And the more secrecy there is the worse things get. Secrecy creates confusion and bewilderment and a suspicion that there must be something perverted about crossdressing. If it isn't odd and perverted why make so much effort to keep it secret?

I think I am probably the only member of the Beaumont Society who joined under my own name rather than a femme name. I did so because I honestly believe that unless the secrecy is broken, the confusions about crossdressing are going to continue. (I am lucky enough to have a supportive and sharing wife who buys me bras and blouses not socks and shirts for Christmas.)

At the moment the media is definitely not on our side. Much of the media coverage transvestites get is bad. Many journalists (wrongly) regard crossdressers as transsexuals who haven't got the courage to have the operation. Most (wrongly) regard us as homosexuals who don't have the courage to admit to being homosexual. Journalists regard crossdressers as fair game for all sorts of nasty comments. We're a constant target for sneers and titillation.

My own personal experience is that journalists will be rude and nasty about crossdressing in a way that they would never dare be rude and nasty about transsexualism. The worst example of prejudice I encountered involved the Independent on Sunday newspaper - a broadsheet publication which probably likes to think of itself as liberal and broadminded but which, in a general profile piece, referred to my crossdressing with what seemed to me to be a tasteless snigger.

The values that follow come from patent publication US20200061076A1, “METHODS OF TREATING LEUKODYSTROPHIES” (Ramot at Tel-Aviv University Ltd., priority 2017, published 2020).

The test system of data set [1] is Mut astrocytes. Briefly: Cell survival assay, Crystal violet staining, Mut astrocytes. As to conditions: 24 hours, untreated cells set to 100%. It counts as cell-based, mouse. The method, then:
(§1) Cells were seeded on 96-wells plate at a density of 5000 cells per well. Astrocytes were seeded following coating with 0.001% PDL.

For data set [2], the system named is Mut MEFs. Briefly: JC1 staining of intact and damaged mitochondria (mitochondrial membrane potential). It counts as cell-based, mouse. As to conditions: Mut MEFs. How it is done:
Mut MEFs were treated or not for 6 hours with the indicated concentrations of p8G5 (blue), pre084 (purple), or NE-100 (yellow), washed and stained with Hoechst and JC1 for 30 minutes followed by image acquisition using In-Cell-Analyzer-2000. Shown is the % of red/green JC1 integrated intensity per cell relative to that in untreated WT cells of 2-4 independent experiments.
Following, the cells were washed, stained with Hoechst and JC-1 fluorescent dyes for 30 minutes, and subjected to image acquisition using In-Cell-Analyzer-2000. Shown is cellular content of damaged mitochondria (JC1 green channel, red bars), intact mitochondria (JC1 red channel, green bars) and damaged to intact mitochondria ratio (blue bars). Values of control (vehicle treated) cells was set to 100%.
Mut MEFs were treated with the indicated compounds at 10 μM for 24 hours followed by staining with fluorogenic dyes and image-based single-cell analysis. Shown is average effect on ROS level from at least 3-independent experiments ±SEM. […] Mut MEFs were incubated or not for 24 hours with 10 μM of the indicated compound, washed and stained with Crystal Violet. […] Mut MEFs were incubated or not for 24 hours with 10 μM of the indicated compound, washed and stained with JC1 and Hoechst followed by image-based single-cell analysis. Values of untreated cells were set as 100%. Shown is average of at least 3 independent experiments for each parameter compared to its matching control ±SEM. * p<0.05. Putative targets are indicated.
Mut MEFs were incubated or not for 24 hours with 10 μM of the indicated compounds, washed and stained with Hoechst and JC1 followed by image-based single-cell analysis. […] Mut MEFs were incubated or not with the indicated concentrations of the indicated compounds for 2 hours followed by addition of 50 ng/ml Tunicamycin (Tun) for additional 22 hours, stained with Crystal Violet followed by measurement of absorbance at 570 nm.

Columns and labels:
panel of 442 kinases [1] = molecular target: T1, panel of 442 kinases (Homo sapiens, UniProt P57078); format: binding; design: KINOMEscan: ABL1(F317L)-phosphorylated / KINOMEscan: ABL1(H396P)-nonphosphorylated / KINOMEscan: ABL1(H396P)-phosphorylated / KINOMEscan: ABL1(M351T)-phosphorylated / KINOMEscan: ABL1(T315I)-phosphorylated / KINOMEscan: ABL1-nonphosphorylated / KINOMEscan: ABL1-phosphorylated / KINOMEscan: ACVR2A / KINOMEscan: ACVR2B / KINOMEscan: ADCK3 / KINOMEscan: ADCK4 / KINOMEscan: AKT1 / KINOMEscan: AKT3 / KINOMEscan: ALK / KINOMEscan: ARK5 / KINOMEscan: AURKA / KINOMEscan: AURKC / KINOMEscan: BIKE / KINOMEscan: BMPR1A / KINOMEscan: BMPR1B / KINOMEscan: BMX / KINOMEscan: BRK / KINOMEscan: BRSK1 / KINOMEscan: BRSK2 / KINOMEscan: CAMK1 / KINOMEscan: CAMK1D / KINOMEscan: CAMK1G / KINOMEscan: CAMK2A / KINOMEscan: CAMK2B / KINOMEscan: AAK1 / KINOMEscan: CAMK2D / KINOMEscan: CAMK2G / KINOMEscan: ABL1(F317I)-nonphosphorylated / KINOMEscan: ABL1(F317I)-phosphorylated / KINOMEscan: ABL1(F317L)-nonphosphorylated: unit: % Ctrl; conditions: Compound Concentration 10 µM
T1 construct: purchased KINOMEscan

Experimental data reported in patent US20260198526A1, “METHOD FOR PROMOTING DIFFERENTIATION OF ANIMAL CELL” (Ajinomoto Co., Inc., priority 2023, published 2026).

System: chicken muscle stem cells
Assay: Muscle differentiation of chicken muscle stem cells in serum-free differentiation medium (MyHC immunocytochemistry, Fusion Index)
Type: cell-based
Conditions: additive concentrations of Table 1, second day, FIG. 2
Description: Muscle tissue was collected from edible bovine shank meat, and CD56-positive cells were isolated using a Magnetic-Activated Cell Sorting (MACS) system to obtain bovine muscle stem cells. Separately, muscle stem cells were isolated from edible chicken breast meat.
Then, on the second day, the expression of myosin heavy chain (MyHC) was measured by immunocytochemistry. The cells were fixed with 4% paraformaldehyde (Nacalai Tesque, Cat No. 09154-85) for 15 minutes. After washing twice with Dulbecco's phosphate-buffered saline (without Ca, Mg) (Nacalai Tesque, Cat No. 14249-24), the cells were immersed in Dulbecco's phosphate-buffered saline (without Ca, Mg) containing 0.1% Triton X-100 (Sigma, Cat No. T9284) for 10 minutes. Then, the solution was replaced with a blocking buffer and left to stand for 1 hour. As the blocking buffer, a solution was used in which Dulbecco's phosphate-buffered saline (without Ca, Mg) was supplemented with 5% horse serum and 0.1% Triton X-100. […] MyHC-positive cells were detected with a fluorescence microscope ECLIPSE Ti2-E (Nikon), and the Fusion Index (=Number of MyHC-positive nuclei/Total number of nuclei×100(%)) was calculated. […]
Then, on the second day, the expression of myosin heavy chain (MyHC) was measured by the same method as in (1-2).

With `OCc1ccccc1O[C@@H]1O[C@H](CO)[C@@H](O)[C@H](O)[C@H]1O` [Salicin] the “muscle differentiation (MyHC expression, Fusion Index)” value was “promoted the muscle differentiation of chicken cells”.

The problem we have is that no one else is sure why transvestites do what they do. Our image is confused and confusing. And nothing will improve our image, or explain why we do what we do, until organisations (such as the Beaumont society) stop trying to cater for two groups of people who have absolutely nothing in common except a name that sounds confusingly similar. (I can't even say that both transvestites and transsexuals have an enthusiasm for feminine clothing in common because many transsexuals eschew feminine clothing and prefer to wear jeans and trouser suits.)

If we are to escape from our closet (and let's face it most transvestites are just as firmly ensconced in the closet as homosexuals were half a century ago) then we have to make a move now. We have to be open about the fact that we like wearing lingerie and dresses. We have to try to explain why we like wearing frocks. We have to persuade people that it's harmless, fun and no stranger than women wearing trousers. And we need to break away, as a group, from transsexuals, drag queens and all the other groups of individuals with whom we may appear to have something in common but with whom, in fact, we share absolutely nothing.

Copyright Vernon Coleman October 2006